Sunday, 30 December 2007
with frost -
on slippery pathways -
hand in hand
we feel safer
A senryu on a different aspect of frost is on my Alter Ego blog.
Frost for One Deep Breath
I bought some pot pourri from a local second hand shop and transferred it into pretty cloth bags. Some of the bags I made - this one is admittedly a bit of a cheat as it was the gift bag from a candle, but it is the most photogenic! The ribbon is re-used though I don't know where it came from originally.
Saturday, 29 December 2007
I wrote a poem about Anya here. I'm currently reading my review copy of Poetry Speaks Expanded and was struck by this description of rabbits in Denise Levertov's poem Come into Animal Presence:
...............................The lonely white
rabbit on the roof is a star
twitching its ears at the rain.
...the rabbit inspects his strange surroundings
in white star-silence
Animal for Weekend Wordsmith
Friday, 28 December 2007
When for example, an oil tanker runs aground causing massive environmental destruction we blame the disaster on the fact that the tanker had a single skin hull rather than a double skin, we blame the pilot or the adverse weather conditions. We rarely ask ourselves why millions of gallons of oil are transported round the globe in old vessels.....We do not ask ourselves what kind of consumption patterns, which we take for granted, have resulted in thousands of seabirds, fish and seals dying to satisfy our greed.
It promises to be an insightful read, which takes into account the interconnectedness of environmental sustainability and social justice, but also demands some serious rethinking of basic assumptions about how our society works.
Thursday, 27 December 2007
Creatures of the Intertidal Zone by Susan Richardson
Gyrfalcon Poems by Colin Simms
The Good Neighbour by John Burnside
Cloud Atlas by David Mitchell
The Wild Blue Yonder - Werner Herzog
Planting the Dunk Botanic Gardens, Edinburgh Festival Fringe
Seeing Dragons in the Clouds, Edinburgh City Art Centre
Weaving Words - Anna S King, National Museum of Scotland
More of my Best of the Year over at my Alter Ego Blog.
Best of the Year for Booking through Thursday, with added extras!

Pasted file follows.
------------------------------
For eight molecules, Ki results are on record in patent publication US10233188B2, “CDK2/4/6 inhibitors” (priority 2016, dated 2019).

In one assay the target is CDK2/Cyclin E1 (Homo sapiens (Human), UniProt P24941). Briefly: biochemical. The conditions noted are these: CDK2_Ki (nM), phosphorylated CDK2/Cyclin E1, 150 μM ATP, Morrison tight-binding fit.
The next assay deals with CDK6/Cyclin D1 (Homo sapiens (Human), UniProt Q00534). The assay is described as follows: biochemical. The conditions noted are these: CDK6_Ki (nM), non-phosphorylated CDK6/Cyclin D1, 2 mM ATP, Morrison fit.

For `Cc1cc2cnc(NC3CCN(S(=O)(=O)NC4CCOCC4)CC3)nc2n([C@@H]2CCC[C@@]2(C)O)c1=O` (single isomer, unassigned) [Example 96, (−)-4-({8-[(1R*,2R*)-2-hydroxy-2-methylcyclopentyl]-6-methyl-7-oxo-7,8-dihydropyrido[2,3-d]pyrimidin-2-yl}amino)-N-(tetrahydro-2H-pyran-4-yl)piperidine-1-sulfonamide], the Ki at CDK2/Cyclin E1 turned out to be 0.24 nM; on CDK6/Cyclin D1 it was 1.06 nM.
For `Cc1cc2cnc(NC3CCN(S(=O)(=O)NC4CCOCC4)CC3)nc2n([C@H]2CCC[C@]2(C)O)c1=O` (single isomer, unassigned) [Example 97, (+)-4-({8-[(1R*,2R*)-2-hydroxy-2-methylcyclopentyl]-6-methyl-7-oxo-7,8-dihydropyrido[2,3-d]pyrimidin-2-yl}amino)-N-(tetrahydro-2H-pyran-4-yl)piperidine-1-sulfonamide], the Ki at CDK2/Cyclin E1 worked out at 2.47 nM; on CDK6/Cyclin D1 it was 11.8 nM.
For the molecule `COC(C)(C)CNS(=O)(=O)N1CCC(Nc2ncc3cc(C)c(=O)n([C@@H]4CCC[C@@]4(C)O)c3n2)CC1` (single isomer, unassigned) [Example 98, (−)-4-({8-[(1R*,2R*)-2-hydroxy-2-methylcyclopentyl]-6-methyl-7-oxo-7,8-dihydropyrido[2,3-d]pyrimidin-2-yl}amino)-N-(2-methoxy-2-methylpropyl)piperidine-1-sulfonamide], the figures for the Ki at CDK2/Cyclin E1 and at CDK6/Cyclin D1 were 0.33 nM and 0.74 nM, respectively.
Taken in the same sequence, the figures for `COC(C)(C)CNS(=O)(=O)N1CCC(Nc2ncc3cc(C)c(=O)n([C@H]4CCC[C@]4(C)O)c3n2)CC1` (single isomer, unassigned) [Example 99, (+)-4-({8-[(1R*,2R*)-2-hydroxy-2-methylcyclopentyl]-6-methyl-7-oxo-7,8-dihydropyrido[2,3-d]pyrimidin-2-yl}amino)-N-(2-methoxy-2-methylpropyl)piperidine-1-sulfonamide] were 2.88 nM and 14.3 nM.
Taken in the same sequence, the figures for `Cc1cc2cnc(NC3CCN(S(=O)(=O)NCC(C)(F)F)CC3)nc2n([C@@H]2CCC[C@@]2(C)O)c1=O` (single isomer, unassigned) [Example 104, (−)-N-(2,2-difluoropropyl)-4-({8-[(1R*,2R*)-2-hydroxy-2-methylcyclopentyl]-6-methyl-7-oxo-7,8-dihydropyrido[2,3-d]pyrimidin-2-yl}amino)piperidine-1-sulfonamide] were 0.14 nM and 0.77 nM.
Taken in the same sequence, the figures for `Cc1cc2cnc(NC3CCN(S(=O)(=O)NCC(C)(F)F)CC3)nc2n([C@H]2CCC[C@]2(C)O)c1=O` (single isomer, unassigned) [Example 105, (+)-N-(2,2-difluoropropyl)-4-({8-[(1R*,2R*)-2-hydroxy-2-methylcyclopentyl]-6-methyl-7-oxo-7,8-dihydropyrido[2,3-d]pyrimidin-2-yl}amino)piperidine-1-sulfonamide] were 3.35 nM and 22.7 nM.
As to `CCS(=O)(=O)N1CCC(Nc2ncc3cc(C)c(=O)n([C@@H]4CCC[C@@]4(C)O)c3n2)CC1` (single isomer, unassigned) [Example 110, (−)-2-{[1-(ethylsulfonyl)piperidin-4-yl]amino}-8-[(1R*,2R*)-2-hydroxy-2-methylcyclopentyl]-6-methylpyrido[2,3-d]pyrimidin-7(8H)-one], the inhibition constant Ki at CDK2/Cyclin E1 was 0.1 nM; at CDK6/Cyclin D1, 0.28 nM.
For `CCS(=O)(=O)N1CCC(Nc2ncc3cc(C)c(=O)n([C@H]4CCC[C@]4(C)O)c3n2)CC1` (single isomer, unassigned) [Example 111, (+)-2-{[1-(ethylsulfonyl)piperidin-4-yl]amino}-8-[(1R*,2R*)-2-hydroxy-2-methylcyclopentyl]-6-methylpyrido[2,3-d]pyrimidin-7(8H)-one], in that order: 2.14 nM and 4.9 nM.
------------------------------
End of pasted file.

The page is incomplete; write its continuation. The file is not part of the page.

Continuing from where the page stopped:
Wednesday, 26 December 2007
to reach perfection -
form fit for purpose and place
until the poison
the looming shadow
for Totally Optional Prompts and all the penguins, vultures and other well adapted birds doomed to extinction by humankind's arrogance
Monday, 24 December 2007
1. We will have a vegetarian Christmas dinner with nut roast, potatoes, carrots and Brussel sprouts followed by a vegetarian Christmas pudding with custard
2. I handmade all my Christmas cards this year.
3. I bought my sister and her husband ten metres of hedgerow from the Royal Society for the Protection of Birds.
4. Most of the other gifts I have given are handmade, second hand or fair-trade.
5. Gifts that needed to be wrapped, I wrapped in handmade giftbags or in reused paper
6. From our flat we can see fairy lights decorating a crane in a building site!
7. There are reindeer in Edinburgh's Princes Street Gardens during December up until Christmas Eve.
I'm not going to tag anyone for this, but feel free to join in if you want! Have a wonderful and peaceful Christmas!
Sunday, 23 December 2007
Life has come and gone. Once the dinosaurs ruled the planet, now humans like to think we do. However, humans are polluting the earth, destroying rainforests and discupting weather systems. We are putting great stresses on the ecosystems of the world, pushing numerous species to extinction and damaging our own life support systems.